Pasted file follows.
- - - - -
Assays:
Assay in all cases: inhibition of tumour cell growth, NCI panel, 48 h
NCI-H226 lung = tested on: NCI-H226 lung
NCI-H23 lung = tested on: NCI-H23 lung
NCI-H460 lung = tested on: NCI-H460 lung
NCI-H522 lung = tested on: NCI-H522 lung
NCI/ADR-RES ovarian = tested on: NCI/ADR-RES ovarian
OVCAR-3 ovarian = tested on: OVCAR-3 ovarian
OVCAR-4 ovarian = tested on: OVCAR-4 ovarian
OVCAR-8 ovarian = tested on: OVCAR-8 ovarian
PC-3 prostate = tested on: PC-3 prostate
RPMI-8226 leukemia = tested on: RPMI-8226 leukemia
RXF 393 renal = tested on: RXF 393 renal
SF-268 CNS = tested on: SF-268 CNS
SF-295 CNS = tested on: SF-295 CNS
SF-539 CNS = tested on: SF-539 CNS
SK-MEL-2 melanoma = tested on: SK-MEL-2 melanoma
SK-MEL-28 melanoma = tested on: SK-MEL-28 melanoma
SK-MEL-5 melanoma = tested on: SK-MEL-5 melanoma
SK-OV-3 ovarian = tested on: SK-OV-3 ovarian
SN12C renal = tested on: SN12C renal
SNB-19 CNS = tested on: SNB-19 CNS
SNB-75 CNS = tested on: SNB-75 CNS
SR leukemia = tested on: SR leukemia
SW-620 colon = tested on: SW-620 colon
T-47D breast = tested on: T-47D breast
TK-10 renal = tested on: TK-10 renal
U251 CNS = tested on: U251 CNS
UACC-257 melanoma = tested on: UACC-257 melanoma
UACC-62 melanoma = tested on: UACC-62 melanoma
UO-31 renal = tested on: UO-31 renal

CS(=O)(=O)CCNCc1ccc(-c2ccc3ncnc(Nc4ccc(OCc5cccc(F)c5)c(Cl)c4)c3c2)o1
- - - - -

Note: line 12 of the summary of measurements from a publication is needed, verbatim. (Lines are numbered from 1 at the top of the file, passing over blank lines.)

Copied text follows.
RPMI-8226 leukemia = tested on: RPMI-8226 leukemia